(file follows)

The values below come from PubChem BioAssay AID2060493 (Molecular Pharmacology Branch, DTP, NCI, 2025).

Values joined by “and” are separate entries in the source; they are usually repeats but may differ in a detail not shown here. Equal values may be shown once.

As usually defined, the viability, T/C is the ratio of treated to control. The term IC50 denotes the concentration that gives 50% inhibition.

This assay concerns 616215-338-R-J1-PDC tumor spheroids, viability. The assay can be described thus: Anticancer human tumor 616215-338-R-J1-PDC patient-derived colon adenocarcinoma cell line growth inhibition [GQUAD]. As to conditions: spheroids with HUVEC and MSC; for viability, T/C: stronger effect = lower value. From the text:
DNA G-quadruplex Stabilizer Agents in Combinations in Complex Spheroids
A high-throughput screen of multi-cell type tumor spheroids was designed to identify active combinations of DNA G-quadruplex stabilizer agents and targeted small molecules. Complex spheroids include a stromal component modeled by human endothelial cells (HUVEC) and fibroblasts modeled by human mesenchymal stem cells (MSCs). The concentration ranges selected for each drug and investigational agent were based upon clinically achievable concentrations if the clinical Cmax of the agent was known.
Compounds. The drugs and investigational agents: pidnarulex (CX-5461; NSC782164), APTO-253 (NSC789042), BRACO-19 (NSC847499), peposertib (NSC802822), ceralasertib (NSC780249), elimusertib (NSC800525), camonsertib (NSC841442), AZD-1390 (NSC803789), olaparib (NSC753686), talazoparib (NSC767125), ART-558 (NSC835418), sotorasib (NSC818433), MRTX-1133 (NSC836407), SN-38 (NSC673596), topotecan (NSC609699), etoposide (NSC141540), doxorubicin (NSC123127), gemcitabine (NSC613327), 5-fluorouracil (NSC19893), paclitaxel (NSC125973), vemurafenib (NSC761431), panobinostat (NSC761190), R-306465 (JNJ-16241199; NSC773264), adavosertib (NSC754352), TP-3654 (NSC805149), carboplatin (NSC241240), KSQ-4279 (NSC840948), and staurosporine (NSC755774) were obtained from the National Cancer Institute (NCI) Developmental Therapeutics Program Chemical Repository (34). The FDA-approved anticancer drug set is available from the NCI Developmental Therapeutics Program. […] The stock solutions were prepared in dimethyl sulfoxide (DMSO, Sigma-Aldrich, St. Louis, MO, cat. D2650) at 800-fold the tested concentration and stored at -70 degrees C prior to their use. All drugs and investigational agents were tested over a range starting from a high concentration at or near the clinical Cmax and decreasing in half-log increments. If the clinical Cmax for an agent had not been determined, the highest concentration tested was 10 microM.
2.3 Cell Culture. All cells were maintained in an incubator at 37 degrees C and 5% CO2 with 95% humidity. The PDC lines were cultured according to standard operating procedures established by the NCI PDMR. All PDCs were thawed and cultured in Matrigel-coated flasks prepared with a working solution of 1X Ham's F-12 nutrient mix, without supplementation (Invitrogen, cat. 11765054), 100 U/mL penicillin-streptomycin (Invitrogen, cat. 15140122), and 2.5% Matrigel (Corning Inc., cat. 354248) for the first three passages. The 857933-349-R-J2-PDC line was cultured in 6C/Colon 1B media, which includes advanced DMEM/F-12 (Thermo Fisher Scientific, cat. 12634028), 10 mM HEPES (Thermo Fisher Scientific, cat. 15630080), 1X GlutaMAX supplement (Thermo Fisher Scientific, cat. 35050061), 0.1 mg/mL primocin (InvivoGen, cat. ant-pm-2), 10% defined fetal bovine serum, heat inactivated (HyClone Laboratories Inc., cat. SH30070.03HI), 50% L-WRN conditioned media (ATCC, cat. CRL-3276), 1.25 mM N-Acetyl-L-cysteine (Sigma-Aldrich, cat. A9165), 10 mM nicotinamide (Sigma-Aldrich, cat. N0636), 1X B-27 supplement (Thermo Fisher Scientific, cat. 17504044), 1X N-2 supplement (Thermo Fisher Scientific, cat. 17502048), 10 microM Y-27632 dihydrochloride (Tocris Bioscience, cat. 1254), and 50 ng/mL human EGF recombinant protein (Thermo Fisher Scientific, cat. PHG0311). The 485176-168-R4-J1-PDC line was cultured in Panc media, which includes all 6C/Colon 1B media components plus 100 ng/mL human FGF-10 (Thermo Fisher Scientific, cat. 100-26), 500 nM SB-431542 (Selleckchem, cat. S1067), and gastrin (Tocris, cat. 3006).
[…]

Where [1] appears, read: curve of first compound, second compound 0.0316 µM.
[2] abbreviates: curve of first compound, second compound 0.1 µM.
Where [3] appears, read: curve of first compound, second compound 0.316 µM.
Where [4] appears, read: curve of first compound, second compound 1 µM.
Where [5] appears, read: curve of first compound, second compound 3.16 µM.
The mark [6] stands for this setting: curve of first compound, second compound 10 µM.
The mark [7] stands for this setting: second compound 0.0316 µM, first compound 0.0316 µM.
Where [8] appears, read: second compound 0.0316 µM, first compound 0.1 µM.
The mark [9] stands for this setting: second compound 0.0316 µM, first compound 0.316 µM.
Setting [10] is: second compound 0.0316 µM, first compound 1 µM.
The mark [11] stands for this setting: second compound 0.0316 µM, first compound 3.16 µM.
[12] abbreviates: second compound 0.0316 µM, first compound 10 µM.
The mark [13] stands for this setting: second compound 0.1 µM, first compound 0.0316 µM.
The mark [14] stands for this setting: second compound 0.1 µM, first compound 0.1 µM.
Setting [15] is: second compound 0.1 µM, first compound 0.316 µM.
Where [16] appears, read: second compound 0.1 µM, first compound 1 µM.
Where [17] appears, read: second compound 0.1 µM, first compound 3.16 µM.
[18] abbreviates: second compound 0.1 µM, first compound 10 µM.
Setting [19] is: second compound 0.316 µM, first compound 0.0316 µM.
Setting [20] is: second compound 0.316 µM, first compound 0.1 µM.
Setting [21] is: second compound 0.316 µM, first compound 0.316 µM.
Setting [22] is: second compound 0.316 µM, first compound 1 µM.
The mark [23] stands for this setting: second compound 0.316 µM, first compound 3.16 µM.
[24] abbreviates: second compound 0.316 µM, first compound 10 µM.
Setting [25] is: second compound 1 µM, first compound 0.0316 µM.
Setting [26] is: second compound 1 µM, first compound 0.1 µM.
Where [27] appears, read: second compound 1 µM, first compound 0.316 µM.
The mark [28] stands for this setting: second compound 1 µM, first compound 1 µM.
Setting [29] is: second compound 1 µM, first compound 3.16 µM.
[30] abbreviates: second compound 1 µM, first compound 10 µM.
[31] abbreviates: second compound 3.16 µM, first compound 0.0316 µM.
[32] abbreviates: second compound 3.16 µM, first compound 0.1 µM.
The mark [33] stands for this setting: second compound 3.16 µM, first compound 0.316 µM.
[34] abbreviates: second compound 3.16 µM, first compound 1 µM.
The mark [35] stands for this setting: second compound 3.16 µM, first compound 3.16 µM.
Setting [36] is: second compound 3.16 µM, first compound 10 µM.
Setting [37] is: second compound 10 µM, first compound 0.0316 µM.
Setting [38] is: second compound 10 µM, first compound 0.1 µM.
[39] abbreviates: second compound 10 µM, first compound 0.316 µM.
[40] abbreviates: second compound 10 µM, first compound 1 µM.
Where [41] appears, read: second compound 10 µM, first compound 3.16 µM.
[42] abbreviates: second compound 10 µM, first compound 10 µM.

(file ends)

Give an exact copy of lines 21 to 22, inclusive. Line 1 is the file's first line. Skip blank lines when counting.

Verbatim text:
[12] abbreviates: second compound 0.0316 µM, first compound 10 µM.
The mark [13] stands for this setting: second compound 0.1 µM, first compound 0.0316 µM.